1 Chronicles 22:14

Now, behold, in my trouble I have prepared for the house of the LORD a hundred thousand talents of gold, and a thousand thousand talents of silver; and of bronze and iron beyond weighing; for it is in abundance: timber also and stone have I prepared; and you may add to it.
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George Leo Haydock

AD 1849
Poverty. Protestants, "trouble. "(Haydock) David confesses that the immense sums which he had collected, were nothing in comparison with the greatness of God. He left more than was sufficient for Solomon to perfect the work, with still greater magnificence than he had planned out, ver. 5., chap. xxviii. 2., and xxix. 2. (Calmet) Million. Josephus ( chap xxix. 4, would amount to 841,125,000l. and maintains that the whole temple pavement, and all the vessels, might have been made of solid gold, without consuming it all. (De pond, in Walton's Polyglot.) "If we take the preceding talents according to bishop Cumberland's computation, the sum total will be somewhat less: but, were we to reduce it to less than one-half, would not the sum of four hundred millions of money be immense and incredible? "(Kennicott) A learned Jew has written this marginal note in his Bible, 1661: "It is supposed, these talents are not to be reckoned like the Mosaic, for they would amount to 720 millions. But as the Scripture makes no difference, we have no other computation to go by. "See Kennicott, diss. ii. If they were the same, the sum would exceed belief. Some have thought that they were only half. Mariana supposes the talents were only the weight of sicles, or four drachms; so that David left one million for the fabric. (Du Hamel) But the relation given by historians of the riches of Sardanapalus, Cyrus, Alexander, Atabalipa, and some kings, who were not more likely to amass such treasures than David, make the account less improbable. Josephus ( vii. 12.) asserts, that "no prince ever left so great riches. "He had extended his dominions on all sides, and imposed tribute on the conquered. He was very frugal, and had possession of the mines of Phunon, (Numbers xxi. 10., and xxxiii. 43.) and of Phoenicia, Deuteronomy xxxiii. 25. Though the talent seems to have varied in other nations, it always consisted of 3000 sicles among the Hebrews, at least till the captivity, Exodus xxxviii. 25, 26. We find from 2 Paralipomenon xxv. 6., and 4 Kings xv. 19., that it formed a very considerable sum. Yet Villalpand calculates that all the gold and silver left by David, would be requisite for the ornaments and vessels of the temple. If, however, we grant that it would have sufficed to build a massive temple of gold, how much must be deducted to pay the workmen? (Calmet, Diss. on the riches left by David, t. ii.) For all. Hebrew, Chaldean, Septuagint, "And to these add. "(Tirinus) He encouraged the princes to contribute; (chap. xxxix.) and here he exhorts his son to show his liberality, if any thing should be found deficient. (Haydock)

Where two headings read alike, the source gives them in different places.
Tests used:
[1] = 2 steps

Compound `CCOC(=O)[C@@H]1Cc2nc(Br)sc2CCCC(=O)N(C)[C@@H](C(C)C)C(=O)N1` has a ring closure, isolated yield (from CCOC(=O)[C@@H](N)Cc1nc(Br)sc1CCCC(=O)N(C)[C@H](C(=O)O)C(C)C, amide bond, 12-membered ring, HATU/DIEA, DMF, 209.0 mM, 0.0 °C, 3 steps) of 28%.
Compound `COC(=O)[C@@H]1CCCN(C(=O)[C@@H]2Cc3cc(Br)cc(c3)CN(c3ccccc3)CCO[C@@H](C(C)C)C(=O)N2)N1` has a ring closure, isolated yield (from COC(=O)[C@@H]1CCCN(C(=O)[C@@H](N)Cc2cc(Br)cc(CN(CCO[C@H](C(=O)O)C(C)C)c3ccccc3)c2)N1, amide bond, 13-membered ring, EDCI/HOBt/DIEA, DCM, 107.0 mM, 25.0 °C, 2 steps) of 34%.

Knowing this first, that no prophecy of the scripture is of any private interpretation - 2 Peter 1:20

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